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How 12-Step Recovery Taught Me to Let Go and Become Accepting

Photo Credit: Jenny Ueberberg

One of the most important things that 12-step recovery taught me was acceptance: how to accept things I previously considered unacceptable.

I didn’t really understand just how important the lack of acceptance was in my life. I was filled with resentments and wanted many things to be different than they were: traffic, my boss, politics, the educational system, the cap of my toothpaste tube.

I’d heard a bunch of things about acceptance before:

     “Emotional pain often comes from non-acceptance.”

     “Acceptance decreases suffering.”

     “Acceptance is a choice; it means we stop fighting against what IS.”

But my question was – how do you do it?! HOW do I learn to accept things that I see as unacceptable!?

Here’s my story to illustrate how I got to the point where I’m (mostly) accepting of things that used to feel unacceptable. It started with my first epiphany in recovery which happened while I was in a traffic jam. I’d just pumped the brakes for the third time while crawling along and this thought popped into my head, “I need to leave more space between cars…”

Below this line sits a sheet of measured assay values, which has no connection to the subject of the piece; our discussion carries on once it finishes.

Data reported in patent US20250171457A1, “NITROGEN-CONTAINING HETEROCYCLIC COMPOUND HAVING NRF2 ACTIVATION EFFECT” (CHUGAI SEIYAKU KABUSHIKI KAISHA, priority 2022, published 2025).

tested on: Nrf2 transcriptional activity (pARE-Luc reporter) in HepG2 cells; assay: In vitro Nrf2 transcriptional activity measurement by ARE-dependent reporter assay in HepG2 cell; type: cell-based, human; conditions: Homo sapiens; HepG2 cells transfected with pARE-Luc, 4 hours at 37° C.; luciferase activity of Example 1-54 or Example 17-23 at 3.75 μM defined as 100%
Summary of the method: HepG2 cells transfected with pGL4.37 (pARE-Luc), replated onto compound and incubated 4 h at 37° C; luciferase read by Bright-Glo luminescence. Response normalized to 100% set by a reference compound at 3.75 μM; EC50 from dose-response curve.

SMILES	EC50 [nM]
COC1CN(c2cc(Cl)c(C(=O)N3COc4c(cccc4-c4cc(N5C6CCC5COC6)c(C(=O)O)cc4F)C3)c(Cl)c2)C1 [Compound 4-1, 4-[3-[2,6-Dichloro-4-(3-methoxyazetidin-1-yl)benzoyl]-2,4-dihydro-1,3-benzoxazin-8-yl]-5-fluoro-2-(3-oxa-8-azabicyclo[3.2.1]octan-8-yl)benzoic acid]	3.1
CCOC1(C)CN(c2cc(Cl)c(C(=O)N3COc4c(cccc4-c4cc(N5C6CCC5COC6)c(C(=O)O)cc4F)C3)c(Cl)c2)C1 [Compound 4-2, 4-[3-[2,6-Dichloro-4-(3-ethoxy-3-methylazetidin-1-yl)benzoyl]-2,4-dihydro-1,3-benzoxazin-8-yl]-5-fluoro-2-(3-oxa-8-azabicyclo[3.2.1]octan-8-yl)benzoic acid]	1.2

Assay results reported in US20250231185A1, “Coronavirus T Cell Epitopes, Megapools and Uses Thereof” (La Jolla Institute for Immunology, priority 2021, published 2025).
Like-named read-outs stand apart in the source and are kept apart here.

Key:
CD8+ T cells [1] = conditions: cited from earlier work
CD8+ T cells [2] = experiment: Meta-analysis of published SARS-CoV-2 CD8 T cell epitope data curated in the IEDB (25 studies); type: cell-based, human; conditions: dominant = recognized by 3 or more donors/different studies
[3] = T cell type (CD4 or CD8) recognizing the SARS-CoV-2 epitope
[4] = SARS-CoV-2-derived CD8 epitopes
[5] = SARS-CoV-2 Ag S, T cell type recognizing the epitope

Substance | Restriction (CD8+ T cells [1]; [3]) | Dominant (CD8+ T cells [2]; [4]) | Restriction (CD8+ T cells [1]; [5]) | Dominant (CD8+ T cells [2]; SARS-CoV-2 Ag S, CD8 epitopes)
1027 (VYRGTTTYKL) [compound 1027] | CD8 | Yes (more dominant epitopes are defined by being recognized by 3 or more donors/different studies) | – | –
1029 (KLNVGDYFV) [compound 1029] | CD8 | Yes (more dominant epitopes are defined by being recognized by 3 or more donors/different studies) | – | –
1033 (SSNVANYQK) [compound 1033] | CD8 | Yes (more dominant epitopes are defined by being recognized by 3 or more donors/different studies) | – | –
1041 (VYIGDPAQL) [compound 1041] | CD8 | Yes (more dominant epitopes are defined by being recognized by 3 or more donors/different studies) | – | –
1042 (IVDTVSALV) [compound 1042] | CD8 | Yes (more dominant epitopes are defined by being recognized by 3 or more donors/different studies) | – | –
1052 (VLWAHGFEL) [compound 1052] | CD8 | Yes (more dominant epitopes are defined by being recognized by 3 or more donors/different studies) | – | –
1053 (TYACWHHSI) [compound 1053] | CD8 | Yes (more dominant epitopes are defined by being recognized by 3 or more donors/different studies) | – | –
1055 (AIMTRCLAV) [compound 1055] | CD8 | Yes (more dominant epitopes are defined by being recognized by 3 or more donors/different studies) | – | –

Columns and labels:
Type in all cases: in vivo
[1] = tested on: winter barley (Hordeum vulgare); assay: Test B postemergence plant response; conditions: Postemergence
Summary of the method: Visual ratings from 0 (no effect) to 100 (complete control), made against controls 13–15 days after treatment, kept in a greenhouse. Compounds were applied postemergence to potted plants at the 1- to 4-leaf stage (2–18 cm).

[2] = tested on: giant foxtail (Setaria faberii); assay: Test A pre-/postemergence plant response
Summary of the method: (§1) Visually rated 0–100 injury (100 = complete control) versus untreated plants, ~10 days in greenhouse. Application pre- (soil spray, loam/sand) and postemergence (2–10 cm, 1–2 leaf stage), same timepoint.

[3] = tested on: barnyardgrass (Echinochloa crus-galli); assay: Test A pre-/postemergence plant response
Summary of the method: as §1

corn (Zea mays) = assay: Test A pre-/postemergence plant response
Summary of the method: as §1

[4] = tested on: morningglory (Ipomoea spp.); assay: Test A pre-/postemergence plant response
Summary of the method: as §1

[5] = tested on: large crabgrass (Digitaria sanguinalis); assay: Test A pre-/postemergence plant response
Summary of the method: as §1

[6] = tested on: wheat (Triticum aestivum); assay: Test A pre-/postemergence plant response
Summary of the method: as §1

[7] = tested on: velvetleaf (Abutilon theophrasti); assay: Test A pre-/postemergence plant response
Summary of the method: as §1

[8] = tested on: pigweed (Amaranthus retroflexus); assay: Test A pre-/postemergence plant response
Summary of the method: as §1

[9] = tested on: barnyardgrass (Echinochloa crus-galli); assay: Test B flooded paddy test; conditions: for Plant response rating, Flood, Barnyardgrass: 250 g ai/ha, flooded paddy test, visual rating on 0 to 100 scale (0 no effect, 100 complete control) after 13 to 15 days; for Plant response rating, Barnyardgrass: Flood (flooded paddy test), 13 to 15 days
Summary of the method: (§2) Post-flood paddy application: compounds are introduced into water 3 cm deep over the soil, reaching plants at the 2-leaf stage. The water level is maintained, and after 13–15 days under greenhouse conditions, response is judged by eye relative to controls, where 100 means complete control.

I was like, “Wait! Whoa! *I* need to leave more space between cars! It’s not that there’s traffic that’s the problem here, it’s me! I’m the problem!” This may not sound like good news to you, but it was good news to me because, if I’m the problem, then I can be the solution!

I wasn’t sure how I could be the solution just yet, but what came to mind was a common saying from recovery, “Acceptance is the answer to my problem today.”

I didn’t really know what that saying meant, but I’d been in recovery long enough to listen to the wisdom of recovery because I’d already learned so, so much that I never got in all the therapy and self-help stuff I did. What I did was repeat that phrase over and over again, “Acceptance is the answer to my problem today….” What happened was miraculous! I became calm.